“We’re delighted to be part of the Siemens Frontier Partner program to bring our secure delivery tools for additive manufacturing to a greater audience,” said Andre Wegner, Founder and CEO of Authentise. “This is just the start of a long partnership to learn and develop products for a distributed manufacturing future together.”

The pilot startups were chosen because they are all focused on solving industrial users’ challenges that are encountered with 3D printing including reliability, scalability, and ease­ of ­use for mass­ scale applications. Now, startups with a focused on robotics will also be able to access the Frontier Partner program.

The expansion of the Frontier Partner program was announced at Bold Bets: Tomorrow’s Industrial Entrepreneurship (And How Everything Will Change) – an event held by The Atlantic at the University of California, Berkeley that focused on the digitalization of infrastructure and how the infusion of entrepreneurship and data will impact industrial manufacturing and software. The event was underwritten by Siemens.

Bold Bets

Home Improvement gets Personal with 3D Printing and Scanning

Lowe’s Innovation Labs, the disruptive innovation hub of Lowe’s Companies, Inc., is introducing in-store and online 3D printing and scanning services to provide homeowners a simple, fun experience designing and producing hard-to-find replacement parts and unique decor items for personal expression throughout their home.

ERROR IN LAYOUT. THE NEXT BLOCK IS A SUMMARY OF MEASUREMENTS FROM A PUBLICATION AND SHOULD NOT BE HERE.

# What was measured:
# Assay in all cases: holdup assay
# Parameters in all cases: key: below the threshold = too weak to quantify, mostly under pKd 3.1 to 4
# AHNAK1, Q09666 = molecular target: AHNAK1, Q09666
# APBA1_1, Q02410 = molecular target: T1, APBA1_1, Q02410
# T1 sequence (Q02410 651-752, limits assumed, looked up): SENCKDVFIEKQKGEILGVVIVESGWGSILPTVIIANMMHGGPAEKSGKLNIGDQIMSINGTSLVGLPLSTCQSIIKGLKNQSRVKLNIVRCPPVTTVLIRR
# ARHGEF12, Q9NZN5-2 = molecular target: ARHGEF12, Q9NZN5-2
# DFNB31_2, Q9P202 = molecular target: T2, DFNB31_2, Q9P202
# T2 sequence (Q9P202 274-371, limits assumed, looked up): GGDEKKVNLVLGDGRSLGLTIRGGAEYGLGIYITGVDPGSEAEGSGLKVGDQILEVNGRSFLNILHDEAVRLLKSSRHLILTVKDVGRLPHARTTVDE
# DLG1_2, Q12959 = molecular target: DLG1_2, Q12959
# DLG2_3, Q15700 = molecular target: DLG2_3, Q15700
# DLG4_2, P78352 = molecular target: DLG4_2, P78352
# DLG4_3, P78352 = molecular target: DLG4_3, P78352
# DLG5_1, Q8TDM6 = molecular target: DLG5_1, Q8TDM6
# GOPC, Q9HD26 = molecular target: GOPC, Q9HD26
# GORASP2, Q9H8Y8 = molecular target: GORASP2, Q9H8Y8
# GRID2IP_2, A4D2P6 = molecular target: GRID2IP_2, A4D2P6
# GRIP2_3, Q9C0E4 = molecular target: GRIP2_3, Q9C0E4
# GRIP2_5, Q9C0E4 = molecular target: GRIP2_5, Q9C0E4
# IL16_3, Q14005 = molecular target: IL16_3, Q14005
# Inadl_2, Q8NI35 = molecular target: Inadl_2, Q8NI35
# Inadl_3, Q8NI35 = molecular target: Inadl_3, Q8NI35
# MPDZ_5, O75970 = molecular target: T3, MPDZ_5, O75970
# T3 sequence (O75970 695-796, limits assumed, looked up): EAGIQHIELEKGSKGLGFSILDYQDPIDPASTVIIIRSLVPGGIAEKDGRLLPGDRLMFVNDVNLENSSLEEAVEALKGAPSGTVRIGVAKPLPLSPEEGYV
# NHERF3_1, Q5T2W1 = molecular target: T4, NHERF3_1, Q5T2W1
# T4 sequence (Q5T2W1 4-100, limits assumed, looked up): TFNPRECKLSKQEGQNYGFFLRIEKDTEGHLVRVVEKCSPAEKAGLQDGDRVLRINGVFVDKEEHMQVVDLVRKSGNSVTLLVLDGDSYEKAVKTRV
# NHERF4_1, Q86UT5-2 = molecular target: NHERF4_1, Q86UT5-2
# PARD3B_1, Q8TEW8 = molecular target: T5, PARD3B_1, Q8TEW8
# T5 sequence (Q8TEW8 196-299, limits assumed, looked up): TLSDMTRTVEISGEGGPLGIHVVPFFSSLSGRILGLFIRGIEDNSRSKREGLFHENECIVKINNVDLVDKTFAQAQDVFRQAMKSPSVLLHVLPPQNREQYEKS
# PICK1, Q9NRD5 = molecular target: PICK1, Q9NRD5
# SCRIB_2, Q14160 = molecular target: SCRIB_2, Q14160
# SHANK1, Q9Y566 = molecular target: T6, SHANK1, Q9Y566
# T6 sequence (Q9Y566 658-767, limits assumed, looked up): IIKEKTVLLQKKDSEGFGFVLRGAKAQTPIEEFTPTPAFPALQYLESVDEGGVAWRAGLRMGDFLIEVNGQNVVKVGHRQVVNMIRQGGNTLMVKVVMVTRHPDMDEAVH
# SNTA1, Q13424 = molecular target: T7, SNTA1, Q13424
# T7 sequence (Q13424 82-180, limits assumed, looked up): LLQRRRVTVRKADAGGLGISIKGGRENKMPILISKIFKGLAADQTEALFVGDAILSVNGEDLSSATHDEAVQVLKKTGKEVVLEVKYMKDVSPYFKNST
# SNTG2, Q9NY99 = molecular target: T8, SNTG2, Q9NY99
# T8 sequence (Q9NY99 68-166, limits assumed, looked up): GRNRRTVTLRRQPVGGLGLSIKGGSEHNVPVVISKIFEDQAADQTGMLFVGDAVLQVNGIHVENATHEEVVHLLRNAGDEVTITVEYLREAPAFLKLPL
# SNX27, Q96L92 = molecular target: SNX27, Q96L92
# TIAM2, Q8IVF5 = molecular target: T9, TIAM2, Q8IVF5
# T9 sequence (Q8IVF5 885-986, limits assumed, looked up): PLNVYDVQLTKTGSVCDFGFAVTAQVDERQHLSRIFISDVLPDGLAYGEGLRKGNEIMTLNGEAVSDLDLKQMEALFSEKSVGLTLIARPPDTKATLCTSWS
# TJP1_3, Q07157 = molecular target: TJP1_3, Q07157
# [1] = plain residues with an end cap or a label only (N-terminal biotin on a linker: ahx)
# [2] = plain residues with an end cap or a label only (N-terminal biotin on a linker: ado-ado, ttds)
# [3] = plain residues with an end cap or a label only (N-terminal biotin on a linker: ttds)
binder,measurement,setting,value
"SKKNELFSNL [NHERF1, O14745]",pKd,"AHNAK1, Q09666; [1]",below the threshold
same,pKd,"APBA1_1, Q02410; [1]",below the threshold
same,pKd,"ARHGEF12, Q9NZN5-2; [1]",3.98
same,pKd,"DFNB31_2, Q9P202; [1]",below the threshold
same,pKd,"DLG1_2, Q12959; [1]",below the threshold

“The home is very personal and 3D printing gives homeowners unprecedented access to build items that reflect their individuality,” said Kyle Nel, executive director of Lowe’s Innovation Labs. “Until now, it’s been hard for the average consumer to benefit from this technology because of the cost and complexity, so we are bringing customers an approachable and affordable customization experience.”

 

211642

Lowe’s Innovation Labs developed this project in partnership with Authentise, which provides secure distribution tools for 3D printing and helps companies execute 3D innovation through its subsidiary Authentise Services. “Our partnership with Authentise enabled us to rapidly develop 3D solutions in a way that is core to home improvement and positions Lowe’s at the forefront of the digital manufacturing revolution,” Nel said.

Items can be printed in-store in plastic, or ordered in materials ranging from metal to ceramic for shipment direct to the customer. A dedicated 3D print and design specialist will assist customers in the store throughout the process and facilitate the pickup of printed items.

211640

“3D printing and scanning are changing the way we produce, deliver and interact with objects,” said Andre Wegner, CEO of Authentise. “We are delighted to have helped Lowe’s create a solution that makes these changes relevant to its customers, while building a scalable platform to support future demand.”

The partnership with Authentise is the second initiative developed as a result of Lowe’s Innovation Labs’ relationship with Singularity University and SU Labs, a program that connects corporate innovation teams with startups and other organizations to explore exponentially accelerating technologies and create new sustainable business solutions.